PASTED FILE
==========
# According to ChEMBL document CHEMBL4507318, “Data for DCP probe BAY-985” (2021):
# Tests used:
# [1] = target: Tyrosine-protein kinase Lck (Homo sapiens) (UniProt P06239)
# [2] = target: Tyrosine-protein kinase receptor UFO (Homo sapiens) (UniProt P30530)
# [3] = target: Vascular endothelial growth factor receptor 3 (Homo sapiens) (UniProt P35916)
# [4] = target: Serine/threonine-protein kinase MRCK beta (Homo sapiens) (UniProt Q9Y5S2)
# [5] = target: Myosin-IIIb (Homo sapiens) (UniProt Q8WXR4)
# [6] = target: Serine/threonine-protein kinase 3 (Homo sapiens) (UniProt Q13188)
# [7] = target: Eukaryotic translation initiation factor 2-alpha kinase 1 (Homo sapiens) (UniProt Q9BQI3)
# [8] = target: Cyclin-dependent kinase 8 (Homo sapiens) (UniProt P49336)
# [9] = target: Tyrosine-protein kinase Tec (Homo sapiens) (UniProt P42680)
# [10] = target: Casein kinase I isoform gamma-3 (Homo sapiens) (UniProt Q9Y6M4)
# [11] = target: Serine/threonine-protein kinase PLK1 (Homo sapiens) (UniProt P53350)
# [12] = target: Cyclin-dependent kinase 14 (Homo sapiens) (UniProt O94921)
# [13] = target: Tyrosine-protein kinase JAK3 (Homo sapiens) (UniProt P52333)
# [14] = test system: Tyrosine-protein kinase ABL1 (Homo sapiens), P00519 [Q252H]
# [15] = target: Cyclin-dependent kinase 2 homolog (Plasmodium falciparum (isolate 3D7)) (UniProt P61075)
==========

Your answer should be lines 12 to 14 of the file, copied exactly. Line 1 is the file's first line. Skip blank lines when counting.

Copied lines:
# [10] = target: Casein kinase I isoform gamma-3 (Homo sapiens) (UniProt Q9Y6M4)
# [11] = target: Serine/threonine-protein kinase PLK1 (Homo sapiens) (UniProt P53350)
# [12] = target: Cyclin-dependent kinase 14 (Homo sapiens) (UniProt O94921)